In the end, of course, Enron crumpled under the weight of its own corruption and mismanagement, destroying thousands of lives and even taking down one of the big five accounting firms in the process.

The Jindal administration with each passing day, with every revelation of some new scandal (the Edmonson Amendment, CNSI, the Murphy Painter fiasco, et al) and with each new flawed policy (the Office of Group Benefits debacle), is looking more and more like a train wreck that will adversely affect Louisiana citizens for years to come.

Just call it Enron East.

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If the Retired State Employees Association (RSEA) goes forward with filing a legal challenge to the proposed changes to health care coverage for state employees, retirees and their dependents, it may have a significant hook on which to hang its case in a report submitted by a company contracted by the Jindal administration which attempted to base its plan changes at least in part on that same report.

If you’re confused, you should be for Commissioner of Administration Kristy Nichols laid the decision to make the changes in the Office of Group Benefits (OGB) plan at the feet of Buck Consultants but the firm’s report is in direct contradiction to the testimony of Nichols at the Sept. 25 hearing of the House Appropriations Committee.

The proposed health benefit changes are so radical for some 230,000 OGB members that the RSEA has scheduled a meeting with a law firm which has tentatively agreed to take the case on a pro bono basis, says Frank Jobert, RSEA’s executive director. http://theadvocate.com/sports/southern/10465870-123/retirees-considering-legal-challenge

RSEA is looking at the failure to go through the necessary legal procedures for approval of changes in plan benefits and “diverting” money from the OGB fund balance which has dwindled from a high of more than $500 million to less than half that amount and which is projected to go broke next year if changes are not implemented.

Nichols has consistently blamed the financial condition of OGB on rising costs she attributed to the Affordable Care Act (Obamacare). Critics, however, point to three straight years of decreased premiums that allowed the state to commit fewer state funds to its 75 percent match which in turn allowed the administration to divert those monies to cover budget holes even as the reserve fund continued to shrink.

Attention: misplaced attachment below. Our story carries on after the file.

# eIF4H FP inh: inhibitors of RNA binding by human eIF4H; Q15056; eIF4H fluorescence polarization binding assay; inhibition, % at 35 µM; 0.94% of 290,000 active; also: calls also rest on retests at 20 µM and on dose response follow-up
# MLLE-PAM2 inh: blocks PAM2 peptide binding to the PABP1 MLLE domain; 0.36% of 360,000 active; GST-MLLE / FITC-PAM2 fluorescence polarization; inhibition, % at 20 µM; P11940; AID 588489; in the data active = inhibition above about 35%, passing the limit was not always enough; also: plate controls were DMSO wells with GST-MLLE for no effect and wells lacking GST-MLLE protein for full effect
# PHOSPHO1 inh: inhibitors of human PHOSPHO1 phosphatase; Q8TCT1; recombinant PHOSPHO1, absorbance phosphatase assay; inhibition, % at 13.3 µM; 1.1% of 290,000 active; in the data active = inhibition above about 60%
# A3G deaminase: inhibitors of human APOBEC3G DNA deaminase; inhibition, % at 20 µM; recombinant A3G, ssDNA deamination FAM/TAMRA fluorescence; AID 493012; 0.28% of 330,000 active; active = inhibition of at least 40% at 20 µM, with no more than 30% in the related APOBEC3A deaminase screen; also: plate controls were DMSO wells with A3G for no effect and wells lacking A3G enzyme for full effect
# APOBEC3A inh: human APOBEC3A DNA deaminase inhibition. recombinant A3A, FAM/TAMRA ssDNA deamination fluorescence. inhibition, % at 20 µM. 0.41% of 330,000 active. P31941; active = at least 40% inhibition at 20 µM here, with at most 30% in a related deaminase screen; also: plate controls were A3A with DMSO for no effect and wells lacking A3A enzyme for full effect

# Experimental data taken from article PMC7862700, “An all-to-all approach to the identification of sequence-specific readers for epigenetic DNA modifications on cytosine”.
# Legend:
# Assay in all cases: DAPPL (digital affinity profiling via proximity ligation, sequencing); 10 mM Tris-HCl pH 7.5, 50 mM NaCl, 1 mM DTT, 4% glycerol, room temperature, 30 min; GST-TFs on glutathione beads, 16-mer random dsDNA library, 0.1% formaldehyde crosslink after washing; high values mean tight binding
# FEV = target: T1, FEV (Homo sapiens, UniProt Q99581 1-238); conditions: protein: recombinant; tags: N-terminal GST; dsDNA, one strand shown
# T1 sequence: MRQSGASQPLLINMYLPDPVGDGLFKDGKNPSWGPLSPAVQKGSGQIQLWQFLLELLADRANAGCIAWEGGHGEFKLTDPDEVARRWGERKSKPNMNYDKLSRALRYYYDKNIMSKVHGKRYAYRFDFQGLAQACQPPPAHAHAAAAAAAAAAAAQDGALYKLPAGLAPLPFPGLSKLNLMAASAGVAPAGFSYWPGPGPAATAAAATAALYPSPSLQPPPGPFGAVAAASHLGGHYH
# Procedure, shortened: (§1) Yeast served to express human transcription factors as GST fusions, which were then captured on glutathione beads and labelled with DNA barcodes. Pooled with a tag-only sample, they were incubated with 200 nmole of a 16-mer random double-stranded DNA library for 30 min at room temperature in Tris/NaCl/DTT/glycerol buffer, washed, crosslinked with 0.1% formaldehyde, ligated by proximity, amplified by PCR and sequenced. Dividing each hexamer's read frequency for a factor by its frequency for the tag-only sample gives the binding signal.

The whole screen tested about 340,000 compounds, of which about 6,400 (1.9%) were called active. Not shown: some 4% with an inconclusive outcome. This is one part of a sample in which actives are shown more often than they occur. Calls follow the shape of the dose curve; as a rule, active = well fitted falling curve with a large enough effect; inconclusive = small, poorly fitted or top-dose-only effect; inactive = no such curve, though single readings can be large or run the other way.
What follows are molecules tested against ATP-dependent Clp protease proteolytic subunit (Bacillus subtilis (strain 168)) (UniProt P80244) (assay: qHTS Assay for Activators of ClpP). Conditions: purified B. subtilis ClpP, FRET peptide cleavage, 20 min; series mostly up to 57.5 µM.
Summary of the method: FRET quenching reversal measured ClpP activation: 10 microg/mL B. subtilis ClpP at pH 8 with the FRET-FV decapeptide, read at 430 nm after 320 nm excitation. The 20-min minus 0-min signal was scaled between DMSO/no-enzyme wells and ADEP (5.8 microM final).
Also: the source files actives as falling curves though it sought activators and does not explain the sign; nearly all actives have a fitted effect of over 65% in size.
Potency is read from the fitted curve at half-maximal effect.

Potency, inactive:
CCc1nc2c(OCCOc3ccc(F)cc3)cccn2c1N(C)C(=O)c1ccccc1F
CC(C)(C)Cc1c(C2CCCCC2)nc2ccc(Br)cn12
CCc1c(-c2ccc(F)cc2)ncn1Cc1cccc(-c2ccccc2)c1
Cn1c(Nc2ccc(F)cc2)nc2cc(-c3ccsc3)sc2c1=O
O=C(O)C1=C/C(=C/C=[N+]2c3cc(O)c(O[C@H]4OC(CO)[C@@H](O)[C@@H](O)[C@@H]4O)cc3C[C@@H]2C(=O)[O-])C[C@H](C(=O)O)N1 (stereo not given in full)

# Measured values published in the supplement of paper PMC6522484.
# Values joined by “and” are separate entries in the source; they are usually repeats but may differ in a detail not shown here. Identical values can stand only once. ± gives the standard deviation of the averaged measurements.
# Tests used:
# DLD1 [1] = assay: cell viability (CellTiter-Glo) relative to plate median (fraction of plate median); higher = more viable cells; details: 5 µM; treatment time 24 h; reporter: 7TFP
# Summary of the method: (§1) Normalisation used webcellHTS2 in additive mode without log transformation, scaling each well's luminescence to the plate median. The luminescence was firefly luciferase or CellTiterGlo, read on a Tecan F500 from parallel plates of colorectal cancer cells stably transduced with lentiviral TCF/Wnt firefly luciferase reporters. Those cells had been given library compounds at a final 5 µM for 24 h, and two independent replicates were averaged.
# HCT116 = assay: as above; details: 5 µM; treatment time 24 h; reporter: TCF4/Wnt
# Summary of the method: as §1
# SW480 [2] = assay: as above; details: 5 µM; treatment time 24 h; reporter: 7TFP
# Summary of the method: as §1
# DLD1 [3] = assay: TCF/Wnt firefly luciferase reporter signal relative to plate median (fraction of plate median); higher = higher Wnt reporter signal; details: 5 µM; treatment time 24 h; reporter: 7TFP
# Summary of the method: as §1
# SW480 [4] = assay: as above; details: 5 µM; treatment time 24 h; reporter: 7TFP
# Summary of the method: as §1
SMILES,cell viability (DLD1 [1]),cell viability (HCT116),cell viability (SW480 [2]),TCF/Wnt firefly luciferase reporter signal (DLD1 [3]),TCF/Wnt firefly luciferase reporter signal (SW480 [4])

Nichols was consistently evasive when asked during last month’s hearings of the House Appropriations Committee, three times managing to evade the direct question of who the actuary was who recommended decreases in premiums over three consecutive years.

Finally, State Rep. John Bel Edwards (D-Amite), who had already asked the question once without getting an answer, observed, “In fiscal 2013, there was a 7.11 percent reduction in premiums followed by 1.8 percent even though health care costs were going up by 6 percent.”

In questioning Nichols during the Appropriations Committee hearing, Edwards had accused the administration of taking a “self-manufactured crisis” and turning it into an emergency “because we had a fund balance that was healthy.

“We had OGB members who were relatively happy with the plan and today we have an unhealthy fund balance and OGB members who are very unhappy.”

He then asked again, “What actuary told you these reductions were sound?”

Nichols, who was already halfway out the door—before the committee meeting adjourned—on her way to taking her daughter to a One Direction boy band concert in the New Orleans Smoothie King Arena where she watched from the luxury box assigned to Gov. Bobby Jindal (R-Iowa, R-New Hampshire, R-Anywhere but Louisiana), replied, “Buck Consulting recommended a 2.25 percent decrease for calendar 2012.”

http://louisianavoice.com/2014/10/01/watching-kristy-kreme-nichols-responding-to-legislators-like-watching-jerry-lewis-movie-mixture-of-exasperation-humor/

Well, not exactly. When one reads pages ii and iii of the summary report of the Buck Consultants Actuarial Valuation at 7/1/2013, a starkly different message is conveyed.

http://www.doa.louisiana.gov/osrap/library/afr%20packetts/2014OGB_OPEBValuationReport.pdf

On Page ii, under the CLAIMS AND PREMIUM EXPERIENCE heading, the report says:

  • “Overall, the plan had favorable claims experience, resulting in a gain. The gain was offset by losses associated with premiums not increasing as expected. See Substantive Plan discussions below.”

Under SUBSTANTIVE PLAN on Page iii, the report says:

  • “It is our understanding that the Plan premium rates, used both to determine contributions from the various employer agencies and to set contributions required from the retirees, were set artificially low to draw down the OGB’s reserve fund… (emphasis added.) As noted above, premium rates were again lower than expected for this year’s valuation.”